I recently had the privilege of attending the 13th Conference of the European Sociological Association in Athens, Greece. At the end of this trip, as we waited for a ride to the airport and the journey home, a rag-tag group of homeless families were sleeping rough in a dusty park behind the bus stop. A frail little girl, maybe four or five, in a torn dress, with matted hair, skin sores and blackened teeth stretched out her tiny arm for some loose change – a studied look of hopelessness in her empty eyes. I have seen this look before – in the intense gaze, both vacant and pleading, of malnourished street children in East Africa and in the teeming cities of India.
But is Athens not a sophisticated European city, capital of the proud nation of Greece, gateway to the sparkling islands of the Aegean? Why was this child hungry? Irresponsible care-givers perhaps? Or inter-generational trauma? There is, of course, a deeper story in all of this. The political stakes are high for the people of Europe at this point in historical time. I am a social worker rather than an economic theorist but you can’t easily separate social work from political economy. The modern Greek tragedy that this little girl embodies is directly connected with the loss of democratic control that has accompanied the global financialization of capital. It is a tale of money, politics and social dislocation – the dark side of the transformation that has accompanied the model of development known as neoliberal capitalism.
Such were my thoughts as the bus pulled in from the hot street and we sent this girl scurrying off with a couple of coins to her waiting mother. This child had no understanding of, nor interest in, global power systems. However, as surely as night follows day, she is a pawn in a ruthless game. Her suffering is associated with the fall-out from the recent debt crisis in the European banking system and with the hypocrisy, paralysis and cynicism of the political establishment within the European Union and the International Monetary Fund. Consequently, the Greek economy is now saddled with debt it can never repay – youth unemployment sits at around 50%. Pensions have been slashed and the wages of public servants such as social workers and teachers have been reduced by 30% or more (Varoufakis, 2016).
Yanis Varoufakis, the maverick left-wing economist, academic and prolific writer, was the Greek finance Minister who famously resigned rather than accept the current austerity package in mid-2015. He argues that it is the associated loss of self-respect which has been hardest for the Greek people to bear (Varoufakis, 2017). Varoufakis himself is arguably a flawed and self-absorbed character but if you have the time and stamina, read his most recent book – ‘Adults in the Room’. It is a lucid and compelling account of the machinations of global capital and the duplicity of our masters.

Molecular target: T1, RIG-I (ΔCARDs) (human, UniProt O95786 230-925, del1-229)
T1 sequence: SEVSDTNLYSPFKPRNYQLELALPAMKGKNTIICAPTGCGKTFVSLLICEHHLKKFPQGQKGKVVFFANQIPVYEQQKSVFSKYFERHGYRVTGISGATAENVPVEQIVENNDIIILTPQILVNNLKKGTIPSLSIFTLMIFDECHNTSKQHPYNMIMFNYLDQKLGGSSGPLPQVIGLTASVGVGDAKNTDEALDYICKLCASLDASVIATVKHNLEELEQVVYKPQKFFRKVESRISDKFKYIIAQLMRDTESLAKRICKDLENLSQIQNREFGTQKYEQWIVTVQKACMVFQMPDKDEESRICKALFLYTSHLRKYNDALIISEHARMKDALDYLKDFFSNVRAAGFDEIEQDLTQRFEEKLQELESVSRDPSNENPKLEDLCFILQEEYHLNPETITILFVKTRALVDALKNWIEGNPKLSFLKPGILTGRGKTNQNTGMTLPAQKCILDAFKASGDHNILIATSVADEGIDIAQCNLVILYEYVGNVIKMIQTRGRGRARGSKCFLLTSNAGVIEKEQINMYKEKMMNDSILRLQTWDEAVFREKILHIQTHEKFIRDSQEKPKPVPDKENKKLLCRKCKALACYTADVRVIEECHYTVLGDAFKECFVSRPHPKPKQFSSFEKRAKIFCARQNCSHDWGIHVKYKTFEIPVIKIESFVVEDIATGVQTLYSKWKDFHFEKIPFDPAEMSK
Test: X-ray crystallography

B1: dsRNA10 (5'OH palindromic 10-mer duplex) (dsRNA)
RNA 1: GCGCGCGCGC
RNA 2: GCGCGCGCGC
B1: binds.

The theme of this conference was concerned with the contemporary threat to social democracy; the urgent need to reclaim and defend the project of inclusive European social development. Growing economic insecurity and antagonisms, the perceived threat posed by refugee and migrant populations, and the rise of blind right wing populism, which Peter Westoby alludes to in his recent post, are all tangled with perceptions of potential crisis in the European context. It is a critical and fascinating time politically.
The need for a new progressive European vision is clear but this can only come with a change to political structures. Claus Offe (2016) suggests that Europe is ‘trapped’. He argues that the vested interests of the wealthy surplus-producing nations make it very difficult to move to a position of wider democratic solidarity. We live in pivotal times – as well as the potential for a retreat into isolation, intolerance and elite self-interest, there are opportunities for a resurgence of the political left – for the balance of power to shift in the interests of working class people across the European Union. Contrary to the neoliberal creed, history hasn’t finished – the local and global struggle for social justice continues to unfold.
How might all of this be relevant to social life in Aotearoa New Zealand in the here and now? We are far from the complex politics of Europe – a lucky little country with an open economy and some competitive edge in the global market-place, right?
My response to this received truth is “perhaps” and “for now.” Under neoliberal conditions we too have adopted socially regressive policies – moved away from the concept of universal citizenship and back towards the Nineteenth Century model of charity for the deserving. In doing so we blind-side the structural causes of disadvantage. Is business as usual in this direction of travel good enough or can we live in better ways? More to the point, what might the consequences be in the years to come if we do not alter our social, economic and political aspirations?
In a sense, social work is applied sociology and can offer ways and means of putting the sociological imagination into practice. Realising this potential is the challenge facing progressive social work in the 21st Century – locally and globally. As both an idealistic and a practical profession I believe that social work has something to say and do in terms of forging an egalitarian future. This is urgent and compelling work.
The video below offers social workers’ points of view, into the situation in Greece in 2012.
Image credit: Eric Vernier
Offe, C. (2015). Europe Entrapped. Cambridge, UK: Policy Press.
Varoufakis, Y. (2016). And the weak suffer what they must? Europe’s crisis and America’s economic future. London, UK: Vintage Publishing.
Varoufakis, Y. (2017). Adults in the room: My battle with Europe’s Deep Establishment. London, UK: Vintage Publishing.